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Diabetologia. 2014 Nov;57(11):2413-20. doi: 10.1007/s00125-014-3345-2. Epub 2014 Aug 29.

A low disposition index in adolescent offspring of mothers with gestational diabetes: a risk marker for the development of impaired glucose tolerance in youth.

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Department of Pediatrics, Yale University School of Medicine, 330 Cedar Street, P.O. Box 208064, New Haven, CT, 06520, USA.



With the increase in gestational diabetes mellitus (GDM), there is a growing need to understand the effects of intrauterine glucose exposure on the newborn at birth and later in life. The risk of developing impaired glucose tolerance (IGT) in individuals exposed to diabetes in utero has not been adequately investigated.


We studied 255 obese adolescents with normal glucose tolerance. All of them were investigated for in utero exposure to GDM and underwent an OGTT, which was repeated after approximately 2.8 years.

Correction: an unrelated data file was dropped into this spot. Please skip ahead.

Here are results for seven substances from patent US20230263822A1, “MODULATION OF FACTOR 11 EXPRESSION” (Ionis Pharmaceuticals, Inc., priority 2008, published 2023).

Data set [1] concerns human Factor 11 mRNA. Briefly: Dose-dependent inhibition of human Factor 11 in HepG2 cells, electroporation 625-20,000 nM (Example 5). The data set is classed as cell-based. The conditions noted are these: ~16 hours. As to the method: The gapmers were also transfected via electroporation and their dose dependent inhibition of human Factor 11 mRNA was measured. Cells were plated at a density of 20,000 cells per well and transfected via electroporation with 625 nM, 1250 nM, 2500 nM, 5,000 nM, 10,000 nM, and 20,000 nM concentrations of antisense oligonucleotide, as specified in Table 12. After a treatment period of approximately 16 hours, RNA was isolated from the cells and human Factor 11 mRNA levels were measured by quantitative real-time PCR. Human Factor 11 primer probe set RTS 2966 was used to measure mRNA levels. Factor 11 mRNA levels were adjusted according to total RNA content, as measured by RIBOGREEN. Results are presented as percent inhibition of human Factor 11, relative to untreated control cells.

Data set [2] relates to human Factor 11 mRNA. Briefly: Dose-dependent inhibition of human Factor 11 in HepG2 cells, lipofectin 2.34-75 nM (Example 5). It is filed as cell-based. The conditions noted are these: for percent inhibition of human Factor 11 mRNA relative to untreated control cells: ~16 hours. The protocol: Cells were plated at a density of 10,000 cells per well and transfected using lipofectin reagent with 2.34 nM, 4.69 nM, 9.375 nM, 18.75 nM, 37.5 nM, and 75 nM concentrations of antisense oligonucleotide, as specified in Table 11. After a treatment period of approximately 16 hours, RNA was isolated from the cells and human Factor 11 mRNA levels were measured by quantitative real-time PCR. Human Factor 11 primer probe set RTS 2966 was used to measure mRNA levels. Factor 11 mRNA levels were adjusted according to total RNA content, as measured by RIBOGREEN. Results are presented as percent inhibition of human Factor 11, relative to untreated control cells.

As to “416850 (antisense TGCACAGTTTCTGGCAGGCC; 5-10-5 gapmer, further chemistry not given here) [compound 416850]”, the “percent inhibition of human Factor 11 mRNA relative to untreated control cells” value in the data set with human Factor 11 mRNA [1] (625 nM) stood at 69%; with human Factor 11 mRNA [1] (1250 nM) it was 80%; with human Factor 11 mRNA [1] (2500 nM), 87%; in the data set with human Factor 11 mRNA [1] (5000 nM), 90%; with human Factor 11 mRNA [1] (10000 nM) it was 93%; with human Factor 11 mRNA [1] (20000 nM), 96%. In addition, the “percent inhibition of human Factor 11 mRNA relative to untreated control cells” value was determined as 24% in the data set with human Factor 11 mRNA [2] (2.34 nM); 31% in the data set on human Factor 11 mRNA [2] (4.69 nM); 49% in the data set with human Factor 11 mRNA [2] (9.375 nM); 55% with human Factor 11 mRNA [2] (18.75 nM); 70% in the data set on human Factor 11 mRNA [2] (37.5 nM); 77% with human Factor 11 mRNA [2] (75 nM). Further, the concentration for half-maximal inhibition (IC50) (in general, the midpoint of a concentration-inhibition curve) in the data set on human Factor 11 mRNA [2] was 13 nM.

210 (82.3%) participants were not exposed to GDM (NGDM group), and 45 (17.7%) were exposed to GDM (EGDM group). In the NGDM group, only 8.6% (n = 18) developed either IGT or type 2 diabetes compared with 31.1% (n = 14) of the EGDM group who developed either IGT or type 2 diabetes (p < 0.001). Exposure to GDM was the most significant predictor of developing IGT or type 2 diabetes (OR 5.75, 95% CI 2.19, 15.07, p < 0.001). At baseline and at follow-up, the EGDM group showed a reduction in beta cell function determined by the oral disposition index (p = 0.03 and p = 0.01, respectively), and, at follow-up, they also displayed a reduction in insulin sensitivity compared with the NGDM group (p = 0.05).


Obese youth exposed in utero to GDM show early inability of the beta cell to compensate adequately in response to decreasing levels of insulin sensitivity.

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